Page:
Sempra Energy’s Cameron LNG subsidiary ships the first commissioning cargo of U.S. liquefied natural gas from its export project in Hackberry, Louisiana in May. Photo courtesy of Sempra Energy.

Sempra Energy’s Cameron LNG subsidiary ships the first commissioning cargo of U.S. liquefied natural gas from its export project in Hackberry, Louisiana in May. Photo courtesy of Sempra Energy.

Sempra Energy is weighing options for the $3.59 billion in cash it expects to receive through the sale of its interest in a South American electric utility. Those options include putting the money toward its utilities in California and Texas.

The buyer willing to pay the $3.59 billion is a Chinese company.

Separately, the Chinese company’s parent firm took a preliminary step toward importing U.S.-sourced liquefied natural gas from Sempra (NYSE: SRE).

The San Diego corporation disclosed the developments on Sept. 30.

CEO Jeffrey Martin said in a statement that the corporation planned to use money from the sale of its Peruvian assets to strengthen its balance sheet and meet the growing capital needs of its California and Texas utilities. It did not elaborate.

Sempra owns San Diego Gas & Electric Co. and SoCalGas as well as the Oncor transmission system in Texas.

Sempra has made the decision to focus more on its North American businesses. Sixteen months ago, activist investors pushed for Sempra to sharpen its focus and get rid of businesses such as its South American utilities and its renewable energy assets. They also called for spinning off Sempra’s liquefied natural gas (LNG) business, which Sempra continues to pursue.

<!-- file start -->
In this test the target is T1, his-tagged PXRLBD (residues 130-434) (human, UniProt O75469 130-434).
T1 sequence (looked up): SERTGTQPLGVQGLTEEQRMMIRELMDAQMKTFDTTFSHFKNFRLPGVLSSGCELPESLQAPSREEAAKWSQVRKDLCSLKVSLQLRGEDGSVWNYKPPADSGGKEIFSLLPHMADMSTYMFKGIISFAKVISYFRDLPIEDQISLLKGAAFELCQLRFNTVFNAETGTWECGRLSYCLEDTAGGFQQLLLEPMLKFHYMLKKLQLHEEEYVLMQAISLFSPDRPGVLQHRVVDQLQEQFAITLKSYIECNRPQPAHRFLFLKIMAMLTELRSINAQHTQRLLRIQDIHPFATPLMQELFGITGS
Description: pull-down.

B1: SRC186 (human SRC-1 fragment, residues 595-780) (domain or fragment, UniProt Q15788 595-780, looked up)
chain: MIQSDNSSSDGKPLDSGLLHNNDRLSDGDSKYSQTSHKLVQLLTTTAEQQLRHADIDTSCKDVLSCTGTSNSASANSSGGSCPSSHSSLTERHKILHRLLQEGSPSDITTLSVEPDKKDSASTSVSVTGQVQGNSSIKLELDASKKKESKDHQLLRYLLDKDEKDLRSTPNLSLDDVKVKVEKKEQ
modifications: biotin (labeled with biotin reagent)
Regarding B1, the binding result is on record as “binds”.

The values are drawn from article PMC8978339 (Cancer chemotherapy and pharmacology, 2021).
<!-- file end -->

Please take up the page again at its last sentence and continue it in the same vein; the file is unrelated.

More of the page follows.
Making an Exit from Peru and Chile

Sempra is selling interests in its Peruvian utility businesses, including its 83.6% percent stake in Luz del Sur SAA, which distributes electricity to approximately 4.9 million people in the national capital region.

Other assets in Peru include businesses specializing in electrical construction and generation, including hydroelectric power.

It expects to complete the sale to China Yangtze Power International (Hong Kong) Co. Ltd. in the first quarter of 2020. The transaction still needs approval from the Peruvian antitrust authority and the Bermuda Monetary Authority. Sempra does not need approval from U.S. authorities to go ahead with the transaction, a company spokeswoman said.

Sempra also gave an update on its other South American business, its electric business in Chile, saying it expects to announce an agreement to sell later in the quarter.

BofA Merrill Lynch and Lazard are serving as financial advisers to Sempra Energy on the sale, and White & Case is serving as legal adviser.

Asian Exports Eyed

Sempra Energy’s step into the Asia market is a preliminary one.

Sempra LNG has entered into a memorandum of understanding with China Three Gorges Corp., parent to China Yangtze Power, regarding potential cooperation in supplying liquefied natural gas to support demand growth in China, including the growth of natural gas power generation.

Sempra and China Three Gorges would have to sign a definitive agreement, among other steps, for the exports to begin.

“This initial agreement with CTG represents an opportunity to support strong growth in natural gas demand in Asia, with future expansions of our LNG projects right here in North America,” Martin said in a statement.

Sempra has plans to build several LNG export plants, capitalizing on the boom in U.S.-generated oil and gas. Its plant in southwest Louisiana exported its first product in the middle of this year. Sempra is also working on export projects in Texas and near Ensenada in Baja California.

Such plants chill natural gas down to 260 degrees below zero Fahrenheit. As a liquid, the gas takes up much less area, and a ship can transport more.